Chapter 4 – Cost Function#

Data Science and Machine Learning for Geoscientists

The previous 2 examples have the same amount of students, so it is a fair comparison. However, if they have different sizes, then the very accurate model with 1000 data would not have better cross-entropy result than the one with 5 data. So we need to divide the amount of the data to make `per capita’ comparison.

(19)#\[ Cost = -\frac{1}{m}\sum_{i=1}^m [y_i*ln(p_i)+(1-y_i)*ln(1-p_i)] \]

where the \(p_i\) is the AI’s prediction of the probability of the event happening, which is the same as \(\hat{y}\) notation we used before.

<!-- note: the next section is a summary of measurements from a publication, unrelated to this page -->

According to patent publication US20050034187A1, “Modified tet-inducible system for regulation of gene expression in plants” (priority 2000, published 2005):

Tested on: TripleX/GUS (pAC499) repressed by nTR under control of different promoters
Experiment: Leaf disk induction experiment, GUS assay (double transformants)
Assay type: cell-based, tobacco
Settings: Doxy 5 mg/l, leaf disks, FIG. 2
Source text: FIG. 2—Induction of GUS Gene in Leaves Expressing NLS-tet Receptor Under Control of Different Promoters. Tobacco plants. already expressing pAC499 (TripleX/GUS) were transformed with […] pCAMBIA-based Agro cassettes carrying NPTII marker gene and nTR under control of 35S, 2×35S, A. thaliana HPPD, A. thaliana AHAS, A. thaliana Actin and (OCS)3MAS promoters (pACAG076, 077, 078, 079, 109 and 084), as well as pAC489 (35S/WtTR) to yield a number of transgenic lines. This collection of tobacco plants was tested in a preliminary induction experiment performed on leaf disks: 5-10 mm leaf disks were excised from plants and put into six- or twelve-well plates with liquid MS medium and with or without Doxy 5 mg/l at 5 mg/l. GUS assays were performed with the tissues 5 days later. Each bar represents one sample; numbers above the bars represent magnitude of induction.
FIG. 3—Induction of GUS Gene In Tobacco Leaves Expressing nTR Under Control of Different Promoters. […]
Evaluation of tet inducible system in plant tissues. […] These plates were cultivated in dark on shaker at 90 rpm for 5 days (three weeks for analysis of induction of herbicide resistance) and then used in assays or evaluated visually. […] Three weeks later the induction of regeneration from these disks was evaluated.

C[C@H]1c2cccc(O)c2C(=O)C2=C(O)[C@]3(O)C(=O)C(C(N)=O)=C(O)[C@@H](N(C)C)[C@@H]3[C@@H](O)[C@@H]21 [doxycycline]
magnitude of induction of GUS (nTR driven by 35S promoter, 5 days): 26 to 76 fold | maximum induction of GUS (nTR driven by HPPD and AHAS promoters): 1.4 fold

(20)#\[ \hat{y} = \sigma(\vec{w}*\vec{x}+b) \]

So finally, we can obtain the following by replacing \(p_i\) by \(\hat{y}\)

(21)#\[ Cost(\vec{w},b) = -\frac{1}{m}\sum_{i=1}^m [y_i*ln( \sigma(\vec{w}*\vec{x}+b))+(1-y_i)*ln(1- \sigma(\vec{w}*\vec{x}+b))] \]

What we want is to find the weights \(w\) and bias \(b\) to minimise the cost. This is a simple multi-variable calculus problem.